English

Surge In Cuban Migration Shows Up At MDC

May 31, 2016

The wait began long before daybreak: By sunrise, more than 100 people had shown up. At 8 a.m., the line stretched down past the end of the building and snaked across the parking lot. Tickets to Hamilton? The new Star Wars movie?

No. The prize today was a coveted spot in English classes through Miami Dade College’s REVEST program, or Refugee/Entrant Vocational Education Services Program. George Delacruz brought his wife to sign up at 4:30 a.m. “Everybody knows, you know, ‘Hey, you have to be early. If not, you’re out!’”

Gina Jordan/StateImpact Florida

A 10th grader born in Haiti struggles to read in his class at Godby High School in Tallahassee. The student is more comfortable with Haitian Creole than English. Teacher Althea Valle has students of various nationalities trying to master the language.

“It’s a challenge,” Valle says. “There’s a lot of gesturing, and you know sometimes I feel like I’m onstage and sometimes I have to be onstage to make myself understood.”

www.ammon-shea.com

06/25/14 - Wednesday's Topical Currents documents the state of the English language with author and dictionary collector, Ammon Shea.  The author of Reading the OED has just written a new book -  Bad English: A History of Linguistic Aggravation. Complaints that Americans are ruining the King’s English have been around for hundreds of years…fro

For a few years now, teachers and English purists have bemoaned the slow, painful death of language. It was bad enough when only rock music and television were the enemy.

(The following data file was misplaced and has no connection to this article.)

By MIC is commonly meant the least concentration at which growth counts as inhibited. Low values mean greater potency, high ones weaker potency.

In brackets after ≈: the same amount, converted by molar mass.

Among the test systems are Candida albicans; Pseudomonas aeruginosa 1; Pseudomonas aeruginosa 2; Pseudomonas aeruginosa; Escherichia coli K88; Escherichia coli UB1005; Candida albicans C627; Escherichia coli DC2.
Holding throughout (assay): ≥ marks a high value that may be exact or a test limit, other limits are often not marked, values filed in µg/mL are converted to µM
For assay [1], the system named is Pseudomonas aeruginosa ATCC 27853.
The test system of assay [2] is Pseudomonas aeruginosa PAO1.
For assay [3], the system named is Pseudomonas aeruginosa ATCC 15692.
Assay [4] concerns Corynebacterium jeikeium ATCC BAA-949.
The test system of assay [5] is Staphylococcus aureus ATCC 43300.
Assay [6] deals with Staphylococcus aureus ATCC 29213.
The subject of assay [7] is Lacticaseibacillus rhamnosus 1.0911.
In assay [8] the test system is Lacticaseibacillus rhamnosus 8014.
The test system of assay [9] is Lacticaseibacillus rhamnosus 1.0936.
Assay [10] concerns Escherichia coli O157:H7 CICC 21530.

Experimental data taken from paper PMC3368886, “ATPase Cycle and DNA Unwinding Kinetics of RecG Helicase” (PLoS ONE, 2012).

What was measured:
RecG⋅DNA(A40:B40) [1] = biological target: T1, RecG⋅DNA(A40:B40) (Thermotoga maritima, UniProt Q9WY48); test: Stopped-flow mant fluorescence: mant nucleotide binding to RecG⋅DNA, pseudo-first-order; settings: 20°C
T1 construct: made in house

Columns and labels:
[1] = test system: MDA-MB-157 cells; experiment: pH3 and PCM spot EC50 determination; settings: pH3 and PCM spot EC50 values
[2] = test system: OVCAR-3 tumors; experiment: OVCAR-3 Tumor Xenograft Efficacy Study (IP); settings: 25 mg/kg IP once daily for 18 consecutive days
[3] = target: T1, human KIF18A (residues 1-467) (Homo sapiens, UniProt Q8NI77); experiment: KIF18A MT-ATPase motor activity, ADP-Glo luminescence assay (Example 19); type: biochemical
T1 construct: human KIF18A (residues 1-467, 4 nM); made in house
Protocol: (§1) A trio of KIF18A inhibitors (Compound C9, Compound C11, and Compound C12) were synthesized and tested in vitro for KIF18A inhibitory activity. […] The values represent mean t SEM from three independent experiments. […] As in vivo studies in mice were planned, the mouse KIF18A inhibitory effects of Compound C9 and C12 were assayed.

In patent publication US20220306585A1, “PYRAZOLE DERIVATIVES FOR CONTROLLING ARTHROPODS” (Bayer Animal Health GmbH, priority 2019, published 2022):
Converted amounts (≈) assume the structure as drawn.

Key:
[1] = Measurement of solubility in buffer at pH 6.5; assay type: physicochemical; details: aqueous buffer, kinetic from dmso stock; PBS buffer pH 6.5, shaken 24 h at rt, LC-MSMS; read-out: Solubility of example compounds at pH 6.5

Today it's smartphones. In fact, in a recent article a professor bemoans to The Telegraph that social media network Twitter is causing students’ writing skills to “go down the plug hole.”

Miami Accents: Why Locals Embrace That Heavy "L" Or Not

Aug 27, 2013
Isabel Echarte

Michelle Antelo was born and raised in Miami but has never lived anywhere else. After learning Spanish at home from her Cuban parents, she always thought her English, which she learned at school, was up to American standards.

But, as many Miamians have learned, her way of speaking stuck out around people from places other than Miami. When Antelo was a cheerleader in high school, her Broward County teammates told her she sounded different.

Nicolas Espinosa

You might’ve heard it when you're out on the town, at Publix, or at that cafe down the street. Or, you might hear it when you open your own mouth.

RELATED: Miami Accents: Why Locals Embrace That Heavy "L" Or Not

A growing share of Latinos in the U.S. are getting their news in English.

New survey results released Tuesday by the Pew Hispanic Center show that 82 percent of Latino adults, up from 78 percent in 2006, use some form of English-language news media.

At the same time, fewer Latino adults — now at 68 percent, down from 78 percent in 2006 — are consuming news from Spanish-language TV, print, radio and online outlets.